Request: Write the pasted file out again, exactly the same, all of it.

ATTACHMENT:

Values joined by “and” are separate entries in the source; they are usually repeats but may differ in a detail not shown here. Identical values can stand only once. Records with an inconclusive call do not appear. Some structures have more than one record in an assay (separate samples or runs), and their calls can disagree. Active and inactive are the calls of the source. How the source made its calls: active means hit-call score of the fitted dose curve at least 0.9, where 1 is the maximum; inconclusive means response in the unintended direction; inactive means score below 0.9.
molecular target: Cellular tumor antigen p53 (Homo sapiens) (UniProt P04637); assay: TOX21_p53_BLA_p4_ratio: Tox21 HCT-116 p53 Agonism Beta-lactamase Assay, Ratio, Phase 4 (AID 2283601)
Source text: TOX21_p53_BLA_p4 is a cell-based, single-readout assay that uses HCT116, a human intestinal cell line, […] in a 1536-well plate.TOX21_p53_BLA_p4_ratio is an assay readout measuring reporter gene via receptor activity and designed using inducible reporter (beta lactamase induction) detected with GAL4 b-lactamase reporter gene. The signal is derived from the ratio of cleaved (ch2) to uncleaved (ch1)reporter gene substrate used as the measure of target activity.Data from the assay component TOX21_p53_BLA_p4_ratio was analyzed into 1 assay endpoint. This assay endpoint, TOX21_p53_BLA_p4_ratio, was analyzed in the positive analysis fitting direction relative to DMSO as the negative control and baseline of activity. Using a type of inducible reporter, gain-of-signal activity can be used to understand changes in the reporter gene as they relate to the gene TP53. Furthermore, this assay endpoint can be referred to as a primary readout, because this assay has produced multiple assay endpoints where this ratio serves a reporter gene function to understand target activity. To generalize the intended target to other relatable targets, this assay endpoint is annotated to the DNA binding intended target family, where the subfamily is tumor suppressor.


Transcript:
Values joined by “and” are separate entries in the source; they are usually repeats but may differ in a detail not shown here. Identical values can stand only once. Records with an inconclusive call do not appear. Some structures have more than one record in an assay (separate samples or runs), and their calls can disagree. Active and inactive are the calls of the source. How the source made its calls: active means hit-call score of the fitted dose curve at least 0.9, where 1 is the maximum; inconclusive means response in the unintended direction; inactive means score below 0.9.
molecular target: Cellular tumor antigen p53 (Homo sapiens) (UniProt P04637); assay: TOX21_p53_BLA_p4_ratio: Tox21 HCT-116 p53 Agonism Beta-lactamase Assay, Ratio, Phase 4 (AID 2283601)
Source text: TOX21_p53_BLA_p4 is a cell-based, single-readout assay that uses HCT116, a human intestinal cell line, […] in a 1536-well plate.TOX21_p53_BLA_p4_ratio is an assay readout measuring reporter gene via receptor activity and designed using inducible reporter (beta lactamase induction) detected with GAL4 b-lactamase reporter gene. The signal is derived from the ratio of cleaved (ch2) to uncleaved (ch1)reporter gene substrate used as the measure of target activity.Data from the assay component TOX21_p53_BLA_p4_ratio was analyzed into 1 assay endpoint. This assay endpoint, TOX21_p53_BLA_p4_ratio, was analyzed in the positive analysis fitting direction relative to DMSO as the negative control and baseline of activity. Using a type of inducible reporter, gain-of-signal activity can be used to understand changes in the reporter gene as they relate to the gene TP53. Furthermore, this assay endpoint can be referred to as a primary readout, because this assay has produced multiple assay endpoints where this ratio serves a reporter gene function to understand target activity. To generalize the intended target to other relatable targets, this assay endpoint is annotated to the DNA binding intended target family, where the subfamily is tumor suppressor.